Understanding Switch Clusters
In general, in computer science the term cluster (also known as high-availability/HA cluster or fail-over cluster) is used to identify a group of devices that are functionally equivalent and structurally redundant so that they are able to provide continuity of service (without user intervention) when any component or an entire device fails. Therefore they are used for critical applications when all single points of failure must be eliminated.
Pluribus Networks builds upon this concept to bring end-to-end multi-pathing with advanced redundancy to high-performance networks where HA is a critical requirement, especially in case of mission-critical high-uptime data center and enterprise deployments.
For this reason Pluribus’ clustering technology represents a key pillar of Pluribus’ Adaptive Cloud Fabric architecture as well as a powerful tool for network designers. From a practical standpoint it allows customers to deploy in many critical points of the network redundant pairs of switches (simply referred to as switch clusters or clusters) with both upstream and downstream traffic load balancing and fast failover capabilities.
A common scenario is depicted in Figure 7-3 below.
Figure 7-3 - Example of Requirement for Upstream and Downstream Path Redundancy
As seen in the figure above, clusters can interconnect third-party switches as well as servers in a redundant fashion simply by using standard technologies (link bundling or NIC bonding) on those devices.
The key is that each redundant pair of Pluribus switches functions as a single logical entity capable of inter-switch state synchronization to guarantee proper Layer 2 operation as well as traffic load balancing and failover. To external devices this switch pair appears as a single virtual neighbor both for traffic forwarding and for protocol communication purposes.
As a matter of fact, in computer networking an alternate name that is sometimes used for a cluster is virtual chassis. And this latter designation is perhaps more useful to describe the concept: a pair of separate physical switches is joined in a virtual entity that behaves as if ports belonging to each device were unified within a common virtual chassis.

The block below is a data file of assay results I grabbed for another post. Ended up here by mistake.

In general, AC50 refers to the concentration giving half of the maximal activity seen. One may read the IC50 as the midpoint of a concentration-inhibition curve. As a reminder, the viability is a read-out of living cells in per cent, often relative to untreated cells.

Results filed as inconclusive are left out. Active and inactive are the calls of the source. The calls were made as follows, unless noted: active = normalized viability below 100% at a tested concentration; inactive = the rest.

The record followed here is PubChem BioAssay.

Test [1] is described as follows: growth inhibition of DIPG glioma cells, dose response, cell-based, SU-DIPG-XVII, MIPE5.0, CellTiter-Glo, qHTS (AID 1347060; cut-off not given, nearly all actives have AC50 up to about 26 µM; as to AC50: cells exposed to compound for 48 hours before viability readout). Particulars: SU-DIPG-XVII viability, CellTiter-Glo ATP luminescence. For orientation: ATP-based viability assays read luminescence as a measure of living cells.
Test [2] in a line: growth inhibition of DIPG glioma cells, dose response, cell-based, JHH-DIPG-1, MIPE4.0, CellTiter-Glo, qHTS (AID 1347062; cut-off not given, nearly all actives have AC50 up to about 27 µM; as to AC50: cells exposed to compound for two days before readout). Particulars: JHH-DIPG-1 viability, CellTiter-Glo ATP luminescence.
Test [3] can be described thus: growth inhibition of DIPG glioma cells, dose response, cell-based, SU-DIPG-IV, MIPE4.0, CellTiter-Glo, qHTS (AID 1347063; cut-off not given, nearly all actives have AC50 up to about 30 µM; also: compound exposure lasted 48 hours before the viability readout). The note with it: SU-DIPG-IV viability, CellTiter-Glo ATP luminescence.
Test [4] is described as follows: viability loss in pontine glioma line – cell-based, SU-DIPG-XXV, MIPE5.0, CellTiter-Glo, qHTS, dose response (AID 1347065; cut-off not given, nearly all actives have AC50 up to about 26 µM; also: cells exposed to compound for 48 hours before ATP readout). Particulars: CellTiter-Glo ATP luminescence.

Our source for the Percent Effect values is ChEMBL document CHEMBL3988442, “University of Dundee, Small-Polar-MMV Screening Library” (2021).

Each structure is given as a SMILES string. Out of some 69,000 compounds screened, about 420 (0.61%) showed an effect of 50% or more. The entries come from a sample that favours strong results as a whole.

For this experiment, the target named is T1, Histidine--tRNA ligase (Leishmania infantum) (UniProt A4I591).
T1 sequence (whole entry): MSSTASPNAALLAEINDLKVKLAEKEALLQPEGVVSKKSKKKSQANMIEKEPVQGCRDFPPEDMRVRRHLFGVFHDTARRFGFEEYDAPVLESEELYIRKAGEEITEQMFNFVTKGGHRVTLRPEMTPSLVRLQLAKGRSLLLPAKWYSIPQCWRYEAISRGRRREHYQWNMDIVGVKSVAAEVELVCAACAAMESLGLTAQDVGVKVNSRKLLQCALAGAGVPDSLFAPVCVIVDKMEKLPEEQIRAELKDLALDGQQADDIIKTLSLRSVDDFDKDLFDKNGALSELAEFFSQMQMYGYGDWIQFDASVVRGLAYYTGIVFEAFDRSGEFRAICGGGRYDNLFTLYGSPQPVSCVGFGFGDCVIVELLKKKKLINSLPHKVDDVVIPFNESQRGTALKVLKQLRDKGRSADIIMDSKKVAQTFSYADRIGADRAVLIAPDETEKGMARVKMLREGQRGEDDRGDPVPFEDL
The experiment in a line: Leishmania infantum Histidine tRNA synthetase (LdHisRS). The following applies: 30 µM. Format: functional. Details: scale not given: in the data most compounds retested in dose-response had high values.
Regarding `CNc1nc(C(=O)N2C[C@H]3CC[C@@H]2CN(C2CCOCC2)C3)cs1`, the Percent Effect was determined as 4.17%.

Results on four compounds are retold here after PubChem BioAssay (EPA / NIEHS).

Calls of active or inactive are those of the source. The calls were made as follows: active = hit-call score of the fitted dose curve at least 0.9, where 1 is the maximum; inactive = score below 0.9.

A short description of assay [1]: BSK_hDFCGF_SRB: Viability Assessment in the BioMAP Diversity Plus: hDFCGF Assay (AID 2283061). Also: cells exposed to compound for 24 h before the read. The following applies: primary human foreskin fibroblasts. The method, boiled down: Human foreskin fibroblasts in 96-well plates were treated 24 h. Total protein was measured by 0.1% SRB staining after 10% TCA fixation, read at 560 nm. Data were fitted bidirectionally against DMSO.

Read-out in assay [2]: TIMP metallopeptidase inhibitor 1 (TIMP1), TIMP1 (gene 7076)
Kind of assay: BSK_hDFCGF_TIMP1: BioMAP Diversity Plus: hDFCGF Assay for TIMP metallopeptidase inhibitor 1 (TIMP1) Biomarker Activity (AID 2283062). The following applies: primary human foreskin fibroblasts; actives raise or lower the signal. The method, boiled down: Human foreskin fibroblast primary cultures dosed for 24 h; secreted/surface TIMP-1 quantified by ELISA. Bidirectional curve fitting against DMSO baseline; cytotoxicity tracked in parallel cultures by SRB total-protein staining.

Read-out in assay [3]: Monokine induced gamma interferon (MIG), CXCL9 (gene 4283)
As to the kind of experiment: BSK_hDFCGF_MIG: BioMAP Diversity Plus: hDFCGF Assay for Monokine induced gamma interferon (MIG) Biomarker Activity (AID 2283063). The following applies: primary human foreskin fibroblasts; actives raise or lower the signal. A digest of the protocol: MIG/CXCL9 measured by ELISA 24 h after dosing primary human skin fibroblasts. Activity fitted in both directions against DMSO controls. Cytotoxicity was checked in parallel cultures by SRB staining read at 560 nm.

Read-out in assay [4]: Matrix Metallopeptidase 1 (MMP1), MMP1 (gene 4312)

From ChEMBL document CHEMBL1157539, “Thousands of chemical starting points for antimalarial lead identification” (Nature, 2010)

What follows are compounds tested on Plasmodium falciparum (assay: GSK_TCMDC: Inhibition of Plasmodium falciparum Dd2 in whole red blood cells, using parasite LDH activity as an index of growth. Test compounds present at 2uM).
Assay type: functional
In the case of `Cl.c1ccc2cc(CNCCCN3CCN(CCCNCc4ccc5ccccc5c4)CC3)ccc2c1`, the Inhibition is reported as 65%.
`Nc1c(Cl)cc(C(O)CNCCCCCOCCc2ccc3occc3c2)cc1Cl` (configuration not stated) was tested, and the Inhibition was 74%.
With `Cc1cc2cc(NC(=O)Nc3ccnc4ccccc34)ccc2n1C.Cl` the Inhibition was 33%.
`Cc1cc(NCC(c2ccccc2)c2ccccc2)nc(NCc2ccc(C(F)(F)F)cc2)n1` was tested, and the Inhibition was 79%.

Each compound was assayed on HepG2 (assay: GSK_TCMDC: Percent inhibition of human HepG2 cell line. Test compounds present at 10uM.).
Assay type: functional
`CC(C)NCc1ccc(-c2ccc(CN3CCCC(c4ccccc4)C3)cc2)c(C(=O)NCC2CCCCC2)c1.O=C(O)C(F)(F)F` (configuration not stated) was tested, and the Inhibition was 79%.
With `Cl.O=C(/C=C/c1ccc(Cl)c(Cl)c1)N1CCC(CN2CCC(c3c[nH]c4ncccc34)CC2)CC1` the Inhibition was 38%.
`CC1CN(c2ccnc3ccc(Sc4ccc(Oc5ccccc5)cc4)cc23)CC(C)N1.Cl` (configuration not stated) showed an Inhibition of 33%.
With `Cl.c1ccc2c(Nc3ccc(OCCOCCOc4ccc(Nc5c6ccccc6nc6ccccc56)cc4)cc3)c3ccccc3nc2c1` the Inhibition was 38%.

In Pluribus’ advanced networking architecture clustering is a natural fit and represents a logical extension of the fabric. The requirement for clustering is in fact that the two switches be members of the same fabric instance.
In addition, due to the asymmetric nature of certain interactions, when you create a cluster you must designate one cluster node as cluster-node-1 (that is, primary node) and the other as cluster-node-2 (that is, secondary node).
In order to set up a cluster, an active link between the primary and the secondary node must exist (as shown above in Figure 3). This is called a “cluster link” and can comprise one or more ports directly connecting the two cluster nodes together. If there are more than one port, they will be automatically bundled and the cluster link will effectively be a “cluster trunk” (that is, the LAG of those ports).
Using an intrinsically redundant cluster trunk for cluster node interconnection is the recommended best practice.
The aggregate bandwidth of such trunk should be such that no major traffic bottleneck is experienced in case of failover scenario and/or in the presence of single-homed upstream or downstream devices (while in the former case the cluster trunk is used as backup path only in case of failure, in the latter case a portion of the traffic is always forced to cross the cluster links). This bandwidth calculation varies depending on the network design, the traffic type, the number and requirements of the single-homed devices, etc.
VLAN 4094 is reserved and is used to carry cluster synchronization traffic. It is automatically added to the in-band interface port and to the cluster link when you create the cluster configuration. This is possible because Netvisor ONE detects cluster links using an extra data set sent in LLDP messages. Therefore, when a cluster link is detected through this mechanism, VLAN 4094 is automatically added to it.